The student news site of Plainfield High School Central Campus

The Fielder

The student news site of Plainfield High School Central Campus

The Fielder

The student news site of Plainfield High School Central Campus

The Fielder


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Students see benefits from AP classes


A student walks into their second AP class of the day, obviously tired. They were up late studying and finishing their nightly homework, preparing for one of the hardest exams of the semester. They wonder if the hard work is worth it. Will it pay off in the long run?
AP (Advanced Placement) classes are college classes that students can take in high school with the possibility of earning college credits for a cheaper price.
Eric Frosch, senior, said that he takes AP classes because he “wants college credit, they bump [his] GPA, and they are more interesting than regular classes.”
College credits aren’t the only reason students take AP. The only way to gain these credits is by passing a test at the end of the year, which many students do not pass or don’t take altogether. According to a recent Fielder survey of 90 students, most students believe that the class is still worth taking, regardless of the test results.
“I have a better idea of what it will be like to go into a college class and what the expectations are in terms of how the teacher will treat you and the workload and how to manage that,” Audrey Korallus, senior, said.
Taking college classes is a challenge with the added benefit of learning a lot more skills. AP classes also provide a chance to meet new friends through the AP environment.
“There is a very strong sense of community in these classes because everyone is in the same boat with you,” Nick Bobek, senior, said.
AP teachers feel the classes can be very helpful, even if students aren’t sure what they want to do after high school. They teach a lot about discipline and help many students to grow both academically and mentally.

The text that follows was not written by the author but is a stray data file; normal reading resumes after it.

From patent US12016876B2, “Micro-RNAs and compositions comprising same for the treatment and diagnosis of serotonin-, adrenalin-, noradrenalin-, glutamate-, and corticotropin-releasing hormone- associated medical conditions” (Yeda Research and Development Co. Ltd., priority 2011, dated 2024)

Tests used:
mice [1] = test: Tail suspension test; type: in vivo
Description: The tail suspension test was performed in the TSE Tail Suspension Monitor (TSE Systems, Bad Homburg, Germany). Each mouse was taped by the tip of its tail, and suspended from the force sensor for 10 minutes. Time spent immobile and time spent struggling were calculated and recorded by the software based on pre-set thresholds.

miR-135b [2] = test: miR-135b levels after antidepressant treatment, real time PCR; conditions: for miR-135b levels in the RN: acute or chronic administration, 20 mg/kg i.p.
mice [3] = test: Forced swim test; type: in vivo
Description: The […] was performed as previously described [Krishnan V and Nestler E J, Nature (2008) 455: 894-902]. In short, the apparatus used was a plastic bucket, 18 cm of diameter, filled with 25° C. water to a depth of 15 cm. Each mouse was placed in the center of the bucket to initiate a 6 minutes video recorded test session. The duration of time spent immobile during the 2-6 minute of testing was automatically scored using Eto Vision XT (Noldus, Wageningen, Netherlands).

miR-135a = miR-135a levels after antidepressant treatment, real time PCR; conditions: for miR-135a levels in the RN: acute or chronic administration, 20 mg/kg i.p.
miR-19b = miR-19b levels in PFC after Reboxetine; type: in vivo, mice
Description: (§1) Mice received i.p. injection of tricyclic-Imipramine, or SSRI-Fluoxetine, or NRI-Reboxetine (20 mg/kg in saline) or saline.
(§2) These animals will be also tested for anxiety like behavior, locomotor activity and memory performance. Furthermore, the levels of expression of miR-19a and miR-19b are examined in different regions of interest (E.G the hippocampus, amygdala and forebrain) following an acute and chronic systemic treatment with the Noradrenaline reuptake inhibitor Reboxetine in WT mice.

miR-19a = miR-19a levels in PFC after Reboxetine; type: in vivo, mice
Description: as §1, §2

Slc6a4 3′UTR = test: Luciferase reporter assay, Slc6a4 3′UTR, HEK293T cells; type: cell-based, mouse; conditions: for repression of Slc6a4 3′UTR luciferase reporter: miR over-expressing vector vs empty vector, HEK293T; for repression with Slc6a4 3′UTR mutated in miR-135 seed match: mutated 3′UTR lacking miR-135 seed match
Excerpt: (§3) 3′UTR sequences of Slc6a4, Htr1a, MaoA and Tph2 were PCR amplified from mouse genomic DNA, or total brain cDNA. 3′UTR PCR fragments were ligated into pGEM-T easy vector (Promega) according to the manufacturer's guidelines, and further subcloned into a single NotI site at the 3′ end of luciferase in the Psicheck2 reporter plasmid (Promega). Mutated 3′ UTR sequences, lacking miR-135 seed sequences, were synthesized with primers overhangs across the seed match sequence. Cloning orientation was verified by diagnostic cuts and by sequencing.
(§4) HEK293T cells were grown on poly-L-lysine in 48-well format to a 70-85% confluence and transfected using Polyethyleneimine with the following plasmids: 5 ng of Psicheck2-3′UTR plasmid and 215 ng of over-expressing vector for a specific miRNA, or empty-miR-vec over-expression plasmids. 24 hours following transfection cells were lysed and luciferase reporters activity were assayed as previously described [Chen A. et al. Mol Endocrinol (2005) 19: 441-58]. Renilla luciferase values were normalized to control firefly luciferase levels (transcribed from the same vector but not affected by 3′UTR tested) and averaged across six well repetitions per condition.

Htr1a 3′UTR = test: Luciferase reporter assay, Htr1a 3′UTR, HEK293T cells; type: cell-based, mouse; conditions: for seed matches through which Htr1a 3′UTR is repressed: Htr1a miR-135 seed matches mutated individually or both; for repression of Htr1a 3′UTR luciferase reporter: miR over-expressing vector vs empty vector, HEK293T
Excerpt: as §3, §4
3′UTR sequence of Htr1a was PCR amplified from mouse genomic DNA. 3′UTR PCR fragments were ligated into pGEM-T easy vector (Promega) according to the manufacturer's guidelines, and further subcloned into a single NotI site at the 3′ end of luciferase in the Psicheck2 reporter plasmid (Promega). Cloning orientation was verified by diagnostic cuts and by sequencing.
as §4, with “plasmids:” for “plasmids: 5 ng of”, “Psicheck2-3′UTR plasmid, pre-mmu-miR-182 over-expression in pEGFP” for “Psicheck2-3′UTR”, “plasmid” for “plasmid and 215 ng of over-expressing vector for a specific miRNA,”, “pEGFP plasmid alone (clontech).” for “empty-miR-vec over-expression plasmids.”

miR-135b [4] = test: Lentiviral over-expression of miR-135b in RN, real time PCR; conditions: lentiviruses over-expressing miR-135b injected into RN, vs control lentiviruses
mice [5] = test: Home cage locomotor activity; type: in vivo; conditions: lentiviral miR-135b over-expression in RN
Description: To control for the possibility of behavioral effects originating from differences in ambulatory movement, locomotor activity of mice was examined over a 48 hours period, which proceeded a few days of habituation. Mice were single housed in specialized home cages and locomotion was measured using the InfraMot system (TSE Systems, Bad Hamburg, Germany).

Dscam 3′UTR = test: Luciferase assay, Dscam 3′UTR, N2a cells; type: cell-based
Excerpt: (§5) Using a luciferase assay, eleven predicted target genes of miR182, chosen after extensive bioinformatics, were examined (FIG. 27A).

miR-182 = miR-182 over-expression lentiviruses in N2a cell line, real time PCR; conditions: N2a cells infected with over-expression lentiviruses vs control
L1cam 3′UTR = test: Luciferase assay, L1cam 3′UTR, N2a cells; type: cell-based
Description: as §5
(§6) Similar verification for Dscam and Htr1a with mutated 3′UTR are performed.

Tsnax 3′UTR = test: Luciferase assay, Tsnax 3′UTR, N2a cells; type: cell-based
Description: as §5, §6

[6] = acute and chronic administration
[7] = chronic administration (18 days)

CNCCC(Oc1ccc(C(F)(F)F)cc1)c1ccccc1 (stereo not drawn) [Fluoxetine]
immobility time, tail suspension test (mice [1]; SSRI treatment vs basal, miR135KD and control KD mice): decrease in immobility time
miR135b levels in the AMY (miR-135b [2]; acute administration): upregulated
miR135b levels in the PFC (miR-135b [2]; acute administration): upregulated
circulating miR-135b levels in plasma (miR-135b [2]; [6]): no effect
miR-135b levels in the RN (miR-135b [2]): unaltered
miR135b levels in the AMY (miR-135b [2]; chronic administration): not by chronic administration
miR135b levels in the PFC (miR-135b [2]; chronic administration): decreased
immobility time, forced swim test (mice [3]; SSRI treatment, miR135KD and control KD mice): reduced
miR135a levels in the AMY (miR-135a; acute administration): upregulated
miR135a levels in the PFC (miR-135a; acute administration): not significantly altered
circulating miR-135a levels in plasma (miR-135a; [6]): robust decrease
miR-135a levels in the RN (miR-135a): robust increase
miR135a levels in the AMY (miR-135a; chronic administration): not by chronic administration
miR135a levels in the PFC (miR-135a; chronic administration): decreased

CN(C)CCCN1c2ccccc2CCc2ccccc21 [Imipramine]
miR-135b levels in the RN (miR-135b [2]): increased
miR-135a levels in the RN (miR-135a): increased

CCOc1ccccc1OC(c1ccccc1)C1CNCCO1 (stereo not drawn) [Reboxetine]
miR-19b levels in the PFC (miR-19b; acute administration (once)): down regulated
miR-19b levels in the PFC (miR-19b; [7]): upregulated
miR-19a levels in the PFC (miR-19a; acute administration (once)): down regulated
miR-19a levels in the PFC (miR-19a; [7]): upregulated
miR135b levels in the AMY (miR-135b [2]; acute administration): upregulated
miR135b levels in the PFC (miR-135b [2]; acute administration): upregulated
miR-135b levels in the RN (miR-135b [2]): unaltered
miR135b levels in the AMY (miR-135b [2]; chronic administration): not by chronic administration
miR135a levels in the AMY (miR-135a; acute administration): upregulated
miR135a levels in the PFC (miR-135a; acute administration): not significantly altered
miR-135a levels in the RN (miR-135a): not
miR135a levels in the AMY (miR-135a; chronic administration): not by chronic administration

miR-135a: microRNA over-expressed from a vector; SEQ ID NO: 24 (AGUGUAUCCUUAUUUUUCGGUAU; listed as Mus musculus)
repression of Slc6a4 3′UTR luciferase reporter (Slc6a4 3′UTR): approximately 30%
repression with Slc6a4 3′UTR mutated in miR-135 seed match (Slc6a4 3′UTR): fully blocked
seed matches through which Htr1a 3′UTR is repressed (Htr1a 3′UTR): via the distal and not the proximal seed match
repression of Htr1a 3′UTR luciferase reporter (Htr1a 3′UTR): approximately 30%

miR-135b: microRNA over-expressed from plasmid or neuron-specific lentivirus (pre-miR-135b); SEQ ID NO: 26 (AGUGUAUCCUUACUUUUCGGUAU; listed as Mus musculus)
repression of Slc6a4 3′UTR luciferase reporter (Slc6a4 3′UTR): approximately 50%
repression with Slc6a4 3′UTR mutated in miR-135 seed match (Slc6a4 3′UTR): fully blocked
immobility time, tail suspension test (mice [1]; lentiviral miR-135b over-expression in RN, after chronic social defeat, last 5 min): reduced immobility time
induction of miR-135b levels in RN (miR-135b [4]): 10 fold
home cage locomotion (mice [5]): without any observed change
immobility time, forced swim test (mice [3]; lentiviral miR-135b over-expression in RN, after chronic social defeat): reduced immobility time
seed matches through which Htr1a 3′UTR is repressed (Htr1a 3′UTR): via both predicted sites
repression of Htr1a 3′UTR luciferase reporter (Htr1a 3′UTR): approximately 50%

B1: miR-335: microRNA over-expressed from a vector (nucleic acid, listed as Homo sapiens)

“There are certain skills that come in this type of class that are indicative of higher learning. Whether you are going to college or trade school, you are going to need those higher level skills,” Karin Walker, AP English teacher, said.
AP courses aren’t for everyone though. They are a big commitment as they come with a very heavy workload that many students are not used to at a high school level.
“If your end goal is an AP class, don’t be afraid to take a regular version of the class first to be ready for a college level course,” Benjamin Nugent, AP physics teacher, said.
Students are encouraged to try an AP class if it seems to be a good fit. Though people see some downsides, many people see it as a great opportunity and a benefit to students’ futures. According to teachers and students, these classes seem to teach students so much more than a subject’s curriculum; students leave feeling like they’ve grown as people.
“If you’re just exposed to an AP class, even if you don’t pass the test, you will learn skills faster and therefore be ready for an environment like college,” Nugent said.

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About the Contributor
Brooke Plowman
Brooke Plowman, Editor-in-Chief
Hi!! I am so excited to be back, this year as the Editor-in-Chief. I am also on the dance team, an officer for both Key Club and Care Club, and a member of NHS and Link Crew!

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